This was my exactly my fourth run in the month of May. Count ‘em – four. When I took myself out of the Superhero Half Marathon because of an injury, my thoughts immediately turned to the problem of my streak. The half was on May 18th, and because of the injury that weekend was out. But that only left two other weekends to get a race in – one of those was Memorial Day weekend, and the other had to have a race on Saturday because Sunday is the 1st of June.
I began to believe that the streak was going to come to an end. I sat on that thought for a few days. And then my stubbornness rose up, screaming, and basically asked me what the hell I was doing. After 14 months of streaking … and with the next 5 months already booked up and registered for … and with the foot / ankle feeling much, much better … what the hell are you doing?
So I found this race and registered. I had very few expectations – I only knew it was about 30 minutes from the house and this would be the 39th year, so there would be some organization.
The Ridgewood Run (I have no idea who Fred D’elia is) has been run by the New Jersey Masters running club on Memorial Day weekend for longer than I’ve been alive. The day consists of multiple separate races – a 10K wheelchair event, a regular 10K, the 5K, an elite mile, a masters mile, and a one mile “fun run”. There is prize money, and the mile requires a qualifying time for entry. Interestingly, they run the races non-concurrently – the 10K goes first, and then the 5K doesn’t start until that one is completely done, then the mile, then the fun run. That meant that my race wasn’t scheduled to start until 10:15am – which means the wife and child could come.
We got a perfect day, if a little hot. We got there around 9:15, and by that time people were already crossing the finish line from the 10K. Because of the number of people running (nearly 1,000 for the 10K, over 1,700 for the 5K), there actually was a little expo of sorts, with different local businesses set up at tables. They had a DJ / MC presiding over things at the finish line, which is always nice. And overall this felt like a real event.
I had no intention to go try and PR – I knew better. But I didn’t just want to go walk it, either. So I took a couple of warmup laps around a nearby baseball field and then went and lined up. There were no pacing signs or corrals, so the start line was a total free-for-all, and it felt that way for the first half mile. But eventually things lined out and got comfortable. The course itself was through a very nice residential neighborhood, and there was quite a lot of support. There were probably four water stops (in a 5K!) and lots of people sitting out in their yards. Many people had a water hose spraying the street, and in at least one place somebody had attached a sprinkler to a ladder so they didn’t have to stand there with the hose.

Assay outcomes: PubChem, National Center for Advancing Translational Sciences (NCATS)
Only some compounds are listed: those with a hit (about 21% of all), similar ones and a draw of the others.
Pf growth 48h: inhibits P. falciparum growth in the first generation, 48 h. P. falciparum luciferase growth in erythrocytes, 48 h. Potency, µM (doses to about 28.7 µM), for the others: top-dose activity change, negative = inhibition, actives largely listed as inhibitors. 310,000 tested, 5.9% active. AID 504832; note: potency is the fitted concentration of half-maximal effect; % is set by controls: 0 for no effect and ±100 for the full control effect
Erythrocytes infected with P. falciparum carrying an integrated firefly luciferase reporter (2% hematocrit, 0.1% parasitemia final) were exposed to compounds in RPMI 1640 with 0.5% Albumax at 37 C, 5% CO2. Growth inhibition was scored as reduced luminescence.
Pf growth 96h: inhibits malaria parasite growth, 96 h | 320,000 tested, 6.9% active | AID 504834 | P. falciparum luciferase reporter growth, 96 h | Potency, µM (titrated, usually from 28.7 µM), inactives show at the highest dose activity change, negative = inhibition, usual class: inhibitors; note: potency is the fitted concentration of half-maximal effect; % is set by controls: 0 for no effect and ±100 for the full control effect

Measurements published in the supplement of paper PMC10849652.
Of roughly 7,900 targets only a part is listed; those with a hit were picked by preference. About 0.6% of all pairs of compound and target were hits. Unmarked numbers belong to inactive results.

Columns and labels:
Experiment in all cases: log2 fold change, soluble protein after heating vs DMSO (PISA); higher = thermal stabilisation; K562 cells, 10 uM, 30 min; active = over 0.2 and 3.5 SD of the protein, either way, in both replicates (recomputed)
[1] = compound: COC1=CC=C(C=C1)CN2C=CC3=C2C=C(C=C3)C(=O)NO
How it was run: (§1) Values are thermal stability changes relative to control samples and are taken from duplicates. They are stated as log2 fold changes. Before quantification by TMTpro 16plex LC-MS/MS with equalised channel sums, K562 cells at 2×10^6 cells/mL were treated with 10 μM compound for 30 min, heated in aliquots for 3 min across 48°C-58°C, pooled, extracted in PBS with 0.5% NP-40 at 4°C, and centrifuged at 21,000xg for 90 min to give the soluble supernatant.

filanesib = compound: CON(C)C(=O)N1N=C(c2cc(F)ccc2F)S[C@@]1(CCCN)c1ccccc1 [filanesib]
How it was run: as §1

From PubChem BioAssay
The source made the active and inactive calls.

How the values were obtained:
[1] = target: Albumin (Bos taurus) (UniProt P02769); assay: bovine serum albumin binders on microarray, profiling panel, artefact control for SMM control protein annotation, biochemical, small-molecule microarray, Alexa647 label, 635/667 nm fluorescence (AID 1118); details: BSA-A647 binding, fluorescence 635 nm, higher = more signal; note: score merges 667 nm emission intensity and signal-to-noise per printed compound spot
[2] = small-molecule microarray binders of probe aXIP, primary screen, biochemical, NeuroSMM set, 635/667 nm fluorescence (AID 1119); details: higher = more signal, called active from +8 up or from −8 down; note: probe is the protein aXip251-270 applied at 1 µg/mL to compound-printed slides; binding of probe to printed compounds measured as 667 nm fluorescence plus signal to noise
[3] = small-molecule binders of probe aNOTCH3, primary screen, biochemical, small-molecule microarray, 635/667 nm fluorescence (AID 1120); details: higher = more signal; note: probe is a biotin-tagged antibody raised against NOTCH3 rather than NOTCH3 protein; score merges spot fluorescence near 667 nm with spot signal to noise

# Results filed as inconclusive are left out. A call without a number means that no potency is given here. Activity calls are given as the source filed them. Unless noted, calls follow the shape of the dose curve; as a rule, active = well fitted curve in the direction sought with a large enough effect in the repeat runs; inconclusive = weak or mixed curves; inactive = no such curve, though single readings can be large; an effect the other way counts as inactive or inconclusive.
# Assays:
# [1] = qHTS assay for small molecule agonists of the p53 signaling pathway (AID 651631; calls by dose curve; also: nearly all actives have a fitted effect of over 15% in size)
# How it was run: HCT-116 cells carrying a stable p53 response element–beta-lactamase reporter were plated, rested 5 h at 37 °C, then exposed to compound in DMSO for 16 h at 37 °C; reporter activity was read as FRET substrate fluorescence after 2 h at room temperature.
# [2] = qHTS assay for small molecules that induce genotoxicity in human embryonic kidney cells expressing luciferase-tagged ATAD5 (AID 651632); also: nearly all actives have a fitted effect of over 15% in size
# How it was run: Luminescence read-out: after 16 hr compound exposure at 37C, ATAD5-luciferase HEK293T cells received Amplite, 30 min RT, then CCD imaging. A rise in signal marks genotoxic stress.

Predictably, I started way too fast. My first mile came in at 9.46, which was a PR pace and totally unsustainable. I felt OK, but as an academic exercise I knew that I was going to pay for that. Not far into the second mile there was a little hill that forced me to slow down, and I maintained a more reasonable (for this race, anyway) 11.02 pace for the second mile. The third mile brought a walk break over a decent sized hill, which slowed me down to 11.18 for that one – and then a downhill finish at 10:21 for the last .1 mile. The clock said 33.27 when I crossed the finish line, and my chip time came in at 32.59, for a 10.39 pace, or about 2 ½ minutes off of my PR.
Given my general lack of preparation, I’m pretty happy with that. The day was a big success – I extended the streak, felt good about the performance, and my family had a good time. Win, win, win. Now back to getting after it and preparing for the next race. This time won’t be close to acceptable at my next 5K
– Prize money brings fast runners – the guy that won the 5K did it at 4.40 pace, and the winner of the mile did it at 4.02 pace. Seriously blazing.
– Lots of confusion in the first mile, at water stops, and past the finish line. People were weaving and darting unexpectedly, and twice I nearly ran over someone who just dead stopped in front of me. Much of this was kids – there were several kids in the 8-12 age range. I don’t get at frustrated with all of this as I used to, but it would be good if folks were a touch more considerate.
– Speaking of kids – I’ve noticed a pattern whenever I run races with kids. They do not appear to be able to hold a pace. They run really fast, and then stop and walk, rinse, repeat. It can be disconcerting near the end of a race like this to get blown by, but then in less than half a mile you wind up going back by the walker.
– These things are fun when they feel like big events like this. In particular, having a DJ / MC is great – the announcements are clear and timely and there is just no question what is going on. Another cool thing is that they had a “History” tent, with pictures and t-shirts from many of the past runnings of this race. That definitely lends credibility to the proceedings.
– The wife and boy were set up about a quarter mile from the end of the race. Having a cheering section is great … and some random dude standing next to them was yelling my name, too. Awesome.
– No real swag – I think the intent was that you get stuff at the tents. The shirt was a nice blue technical shirt, and the bib was unique to this race – which you know I think makes a big difference.
– May is in the books, and the streak is intact! That was 15 straight months with races. I’m registered for races in each month through October (2 in October), so barring problems we get to 20 at least. I’ve also targeted a couple of races for November and December. We’re streaking…
– Next race: Branford Road Race 5M, Branford, Connecticut, June 15th.